A little more than a year ago, I presented a breakout session for the Alabama Staff Development Council Convention. As we talked about how to organize the task list to get the most done in the shortest amount of time, one participant asked, “Is it OK just to not do something?”
What a great question, and what an important question! The answer is not only “yes,” it is OK to leave certain things undone, it is essential. Today’s world presents unlimited choices and finite time. We could easily spend all day watching YouTube. One diversion blends into the next and all of them are “nice.”
There is nothing wrong with a little diversion, but I think there are two important points to be made:
- We must recognize when we are engaged in diversion
- We must recognize that if important tasks are not being handled, minimizing what does not need to be done in the first place is a prime place to start recouping some time.
Take a good look at your to-do list. Is it longer than you would like? If the answer is “yes,” start looking at what could simply be eliminated with no harm being done.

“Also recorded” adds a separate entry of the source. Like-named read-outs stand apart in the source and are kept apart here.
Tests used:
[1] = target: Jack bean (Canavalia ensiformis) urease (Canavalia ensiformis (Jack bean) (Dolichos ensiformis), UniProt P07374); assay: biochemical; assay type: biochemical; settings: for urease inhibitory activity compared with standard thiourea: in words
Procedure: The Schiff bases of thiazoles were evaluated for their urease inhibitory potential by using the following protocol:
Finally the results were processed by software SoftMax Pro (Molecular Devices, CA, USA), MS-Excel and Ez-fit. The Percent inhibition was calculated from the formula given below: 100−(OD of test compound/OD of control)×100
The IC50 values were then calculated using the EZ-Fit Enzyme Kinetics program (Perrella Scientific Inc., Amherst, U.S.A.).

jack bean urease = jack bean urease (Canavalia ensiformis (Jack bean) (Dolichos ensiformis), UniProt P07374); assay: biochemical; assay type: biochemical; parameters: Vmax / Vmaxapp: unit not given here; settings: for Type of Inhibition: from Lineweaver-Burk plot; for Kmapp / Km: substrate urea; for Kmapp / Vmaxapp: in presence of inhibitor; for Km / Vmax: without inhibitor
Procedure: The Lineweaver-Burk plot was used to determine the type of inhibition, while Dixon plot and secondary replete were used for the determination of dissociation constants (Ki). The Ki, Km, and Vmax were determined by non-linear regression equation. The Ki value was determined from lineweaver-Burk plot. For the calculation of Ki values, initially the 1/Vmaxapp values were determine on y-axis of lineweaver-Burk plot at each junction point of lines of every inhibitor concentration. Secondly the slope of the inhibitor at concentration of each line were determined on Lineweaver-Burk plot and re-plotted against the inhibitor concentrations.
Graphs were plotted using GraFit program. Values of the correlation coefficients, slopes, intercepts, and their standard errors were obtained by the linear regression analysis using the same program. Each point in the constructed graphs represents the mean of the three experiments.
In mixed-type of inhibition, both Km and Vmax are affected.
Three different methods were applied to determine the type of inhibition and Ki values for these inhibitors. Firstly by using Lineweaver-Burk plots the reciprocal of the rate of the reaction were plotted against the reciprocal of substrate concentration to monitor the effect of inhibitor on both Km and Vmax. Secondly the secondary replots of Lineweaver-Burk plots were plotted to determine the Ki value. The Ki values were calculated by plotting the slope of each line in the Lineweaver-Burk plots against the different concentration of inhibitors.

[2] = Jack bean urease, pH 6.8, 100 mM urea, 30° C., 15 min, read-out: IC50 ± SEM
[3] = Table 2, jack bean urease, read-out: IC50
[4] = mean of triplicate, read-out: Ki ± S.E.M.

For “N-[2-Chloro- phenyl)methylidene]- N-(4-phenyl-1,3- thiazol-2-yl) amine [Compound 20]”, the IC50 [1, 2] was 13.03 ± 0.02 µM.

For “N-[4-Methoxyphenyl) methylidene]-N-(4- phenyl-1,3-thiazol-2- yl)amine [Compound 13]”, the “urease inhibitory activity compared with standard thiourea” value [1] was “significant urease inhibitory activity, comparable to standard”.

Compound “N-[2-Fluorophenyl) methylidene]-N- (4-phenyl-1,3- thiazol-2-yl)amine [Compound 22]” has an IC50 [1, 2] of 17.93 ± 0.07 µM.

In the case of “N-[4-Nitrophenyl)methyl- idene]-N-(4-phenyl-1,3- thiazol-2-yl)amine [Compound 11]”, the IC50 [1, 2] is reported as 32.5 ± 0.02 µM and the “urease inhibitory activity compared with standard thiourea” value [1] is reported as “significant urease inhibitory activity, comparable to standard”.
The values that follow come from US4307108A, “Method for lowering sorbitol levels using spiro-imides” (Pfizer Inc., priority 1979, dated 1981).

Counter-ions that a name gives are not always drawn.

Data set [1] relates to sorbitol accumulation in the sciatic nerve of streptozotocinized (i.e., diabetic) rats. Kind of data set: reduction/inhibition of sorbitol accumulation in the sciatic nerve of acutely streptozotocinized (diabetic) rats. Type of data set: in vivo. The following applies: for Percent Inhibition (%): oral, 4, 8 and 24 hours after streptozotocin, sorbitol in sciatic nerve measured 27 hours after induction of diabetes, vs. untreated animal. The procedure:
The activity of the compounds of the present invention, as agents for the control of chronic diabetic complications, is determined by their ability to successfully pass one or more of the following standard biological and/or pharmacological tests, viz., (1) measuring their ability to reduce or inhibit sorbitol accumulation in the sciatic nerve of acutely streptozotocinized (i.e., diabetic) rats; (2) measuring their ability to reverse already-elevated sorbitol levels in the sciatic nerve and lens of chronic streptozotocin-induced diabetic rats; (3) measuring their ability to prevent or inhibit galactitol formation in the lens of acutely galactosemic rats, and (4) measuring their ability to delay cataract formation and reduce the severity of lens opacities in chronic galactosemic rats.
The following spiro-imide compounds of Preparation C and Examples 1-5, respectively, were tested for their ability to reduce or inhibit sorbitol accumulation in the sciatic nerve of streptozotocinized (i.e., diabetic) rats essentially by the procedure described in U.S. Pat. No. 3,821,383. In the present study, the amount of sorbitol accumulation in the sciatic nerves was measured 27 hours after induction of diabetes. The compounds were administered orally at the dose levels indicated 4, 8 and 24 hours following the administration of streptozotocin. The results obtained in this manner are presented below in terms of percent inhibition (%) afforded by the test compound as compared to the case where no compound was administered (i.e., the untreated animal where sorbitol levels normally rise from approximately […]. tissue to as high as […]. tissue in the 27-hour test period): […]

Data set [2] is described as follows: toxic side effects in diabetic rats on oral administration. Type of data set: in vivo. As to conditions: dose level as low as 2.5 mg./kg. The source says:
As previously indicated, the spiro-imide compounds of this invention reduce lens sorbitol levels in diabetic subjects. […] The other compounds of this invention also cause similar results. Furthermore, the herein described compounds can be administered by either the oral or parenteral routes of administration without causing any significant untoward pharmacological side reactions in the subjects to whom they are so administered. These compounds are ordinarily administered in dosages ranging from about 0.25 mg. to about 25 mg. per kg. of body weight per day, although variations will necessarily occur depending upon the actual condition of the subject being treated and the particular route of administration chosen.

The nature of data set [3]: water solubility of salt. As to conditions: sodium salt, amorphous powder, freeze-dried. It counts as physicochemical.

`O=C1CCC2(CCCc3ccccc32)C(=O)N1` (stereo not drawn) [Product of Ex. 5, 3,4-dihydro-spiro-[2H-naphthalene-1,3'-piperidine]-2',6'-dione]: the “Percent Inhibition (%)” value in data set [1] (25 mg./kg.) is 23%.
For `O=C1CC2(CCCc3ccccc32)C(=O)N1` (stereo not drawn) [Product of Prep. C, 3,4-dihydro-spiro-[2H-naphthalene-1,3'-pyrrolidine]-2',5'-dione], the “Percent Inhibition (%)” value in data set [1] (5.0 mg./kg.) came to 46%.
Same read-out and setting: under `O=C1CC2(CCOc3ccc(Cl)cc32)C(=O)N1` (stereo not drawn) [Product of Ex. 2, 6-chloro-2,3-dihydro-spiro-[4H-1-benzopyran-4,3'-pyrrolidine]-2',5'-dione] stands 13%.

This sentiment was echoed by Jim Collins, author of Good to Great, in his keynote at last year’s National Middle School Association national Conference. Collins advocated having a “stop doing” list.
Examining your to-do list will help in another way. When you realize the volume of what you have on your plate, you are less likely to take on trivia.
When we say “yes” to one thing we are by definition saying “no” to something else. In these busy times, let’s make sure we are saying “yes” to the right things. Learning to say “no” to the others is a good place to start.